Thanksgiving as a diabetic: a medical math problem

I was so proud of myself for eating a reasonable meal at my in-laws on Thanksgiving. I had one plate of food and some trifle dessert. Someone mentioned how I shouldn't really have the dessert because it was so full of sugar, but I ignored that. If I take the insulin for it, it's no different than if I had a working pancreas to take the insulin for it. As we headed home from Richmond my blood sugar was 159 mg/dL and I patted myself on the back for a holiday meal well done. I took one unit of insulin in anticipation of that trifle still having an effect and we continued our trek home for Thanksgiving dinner number two. Everything was going as planned with dinner #1 at 3pm (blood sugar was a perfect 79, estimated 84g of carbs, took 7 units) and dinner #2 at 7pm. But dinner #2 got complicated. We all got ready to sit down right at 7 but Ian didn't want to sit at the table. After a bit of prodding I figured out that he wanted to have Mama Milk first in the chair before eating, so while everyone else pulled up a chair for dinner, Ian and I headed to the recliner for an appetizer of milk. I got a late start to dinner because of that but assumed I would eat my same typical plate of starches and a small dessert. But I had a small child in my lap (he wanted to eat dinner but he wanted to eat dinner WITH MOMMY) and was distracted so I didn't actually check my blood first.

I assumed things were still on track so I estimated I would eat the same as dinner #1. Since I had 84g last time and still gave myself an extra unit, I estimated 96g this time and gave myself 8 units total. This was around 8pm.

And then Ian proceeded to eat half of my Thanksgiving dinner off my plate. I poured myself a cup of cider which has a ton of sugar in it, but never actually drank it since I think I messed it up with too much citrus and it tasted off. I did manage to eat a small piece of pumpkin pie and I felt full so I assumed all was well.

About the time everyone left to go home, though, I started feeling a little off. At 11:15pm I checked my blood and it was 56 (whoops). So I grabbed a Coke from the fridge and assumed the 38g of sugar in that would set me back on course. At 12:30 I was back up to 89 and feeling proud to have fixed that bad math from before.

But once Rich had put Ian to bed, I started feeling worse. I have this stupid head cold but my stomach was getting queasy too. I decided to just go to bed. Rich came up with me to make sure I was settled and I decided to check my blood one more time just for good measure. Crap, it was only 12:45 but I was down to 76. That explained the nausea coming on ... I was going low and fast.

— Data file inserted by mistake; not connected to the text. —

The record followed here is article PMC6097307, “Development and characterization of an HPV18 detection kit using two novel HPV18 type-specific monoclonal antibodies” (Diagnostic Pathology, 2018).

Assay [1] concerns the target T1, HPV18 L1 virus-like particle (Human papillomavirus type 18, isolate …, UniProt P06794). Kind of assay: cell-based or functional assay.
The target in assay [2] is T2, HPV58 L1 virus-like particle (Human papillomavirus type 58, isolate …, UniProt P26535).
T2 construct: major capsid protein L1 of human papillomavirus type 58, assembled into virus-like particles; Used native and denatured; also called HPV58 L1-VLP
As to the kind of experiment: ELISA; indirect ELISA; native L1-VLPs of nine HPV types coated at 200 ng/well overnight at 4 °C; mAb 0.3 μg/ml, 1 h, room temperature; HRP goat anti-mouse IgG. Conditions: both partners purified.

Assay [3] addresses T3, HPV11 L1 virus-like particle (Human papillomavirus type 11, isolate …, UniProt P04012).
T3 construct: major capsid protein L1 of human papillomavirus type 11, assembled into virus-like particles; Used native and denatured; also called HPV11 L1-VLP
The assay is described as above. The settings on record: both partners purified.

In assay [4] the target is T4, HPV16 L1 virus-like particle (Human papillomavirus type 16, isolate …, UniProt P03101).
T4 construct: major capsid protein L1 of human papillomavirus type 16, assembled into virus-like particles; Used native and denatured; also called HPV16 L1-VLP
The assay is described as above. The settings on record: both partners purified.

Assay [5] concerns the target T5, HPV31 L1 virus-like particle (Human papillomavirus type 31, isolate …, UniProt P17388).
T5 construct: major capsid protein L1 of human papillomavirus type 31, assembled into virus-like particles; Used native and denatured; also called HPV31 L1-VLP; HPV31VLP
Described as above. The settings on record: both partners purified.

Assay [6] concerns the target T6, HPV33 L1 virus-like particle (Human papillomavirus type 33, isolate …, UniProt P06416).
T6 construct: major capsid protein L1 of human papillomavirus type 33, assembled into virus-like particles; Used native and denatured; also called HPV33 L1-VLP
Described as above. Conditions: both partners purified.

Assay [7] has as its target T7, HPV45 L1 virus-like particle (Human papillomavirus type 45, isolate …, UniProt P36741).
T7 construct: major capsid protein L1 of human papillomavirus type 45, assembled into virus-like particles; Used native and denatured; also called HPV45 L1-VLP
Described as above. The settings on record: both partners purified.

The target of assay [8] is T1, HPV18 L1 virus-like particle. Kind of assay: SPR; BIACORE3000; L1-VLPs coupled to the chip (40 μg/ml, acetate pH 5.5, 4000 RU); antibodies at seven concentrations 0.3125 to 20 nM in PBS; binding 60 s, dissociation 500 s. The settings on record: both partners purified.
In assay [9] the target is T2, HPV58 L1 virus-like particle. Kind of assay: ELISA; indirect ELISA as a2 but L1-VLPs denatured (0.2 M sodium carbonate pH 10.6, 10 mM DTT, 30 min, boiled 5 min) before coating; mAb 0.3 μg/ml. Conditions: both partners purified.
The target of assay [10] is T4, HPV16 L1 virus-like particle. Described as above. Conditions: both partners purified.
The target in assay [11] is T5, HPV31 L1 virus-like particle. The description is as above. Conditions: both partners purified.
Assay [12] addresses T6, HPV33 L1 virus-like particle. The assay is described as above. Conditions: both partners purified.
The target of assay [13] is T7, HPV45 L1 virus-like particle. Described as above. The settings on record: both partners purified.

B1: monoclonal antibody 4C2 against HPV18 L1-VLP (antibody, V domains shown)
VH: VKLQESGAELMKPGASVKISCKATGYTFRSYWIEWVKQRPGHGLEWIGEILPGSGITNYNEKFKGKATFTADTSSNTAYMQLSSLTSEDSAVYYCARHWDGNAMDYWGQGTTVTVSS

Rich brought me juice and I struggled to drink it (chugging juice when you feel like puking is not fun). By 1am I was still dropping to 62. More juice. More deep breaths to not puke up said juice. By 1:15, I was up to 73.

And I was wiped out. I wasn't sure if I would really be better at that point but couldn't bear another drop of juice. I turned my pump off for an hour and rolled over to moan quietly to myself waiting for sleep to take over. Rich stayed on high alert for another hour or so and rested in the guest room to give me and the boy some space. The last thing we needed was the boy waking up and demanding anything.

So then at 7 this morning, I got up to pee and felt that fuzzy feeling of being high (it's a difficult thing to describe so fuzzy will have to do). I cringed as I checked my blood and it returned 384. Sigh. Time to take an assload of insulin (that's a medical term), chug some water and wait a few hours to feel normal again. By the time we got to brunch, I was grateful to be under 200.

As I was lying in bed, stuffed up with a cold and trying not to puke, I had about 30 seconds of self-pity. I started to get all teary-eyed over how frustrating it was to have to eat or drink something I had zero interest in because it was acting as medicine. I was irritated with myself for over-estimating my appetite. They say your eyes can be bigger than your stomach, but mine were apparently bigger than my pancreas. I was jealous of people whose dinner plans don't involve so much math.

But it was fleeting. Rich rubbed my head and I realized that tuning up to cry was only going to make me feel worse. So I counted myself thankful for a helpful husband, the wonders of apple juice, health insurance if I needed it and the confidence that at least I knew why I felt crappy, even if it would take a while to fix it.

Sometimes just knowing what you're up against is the best you can hope for.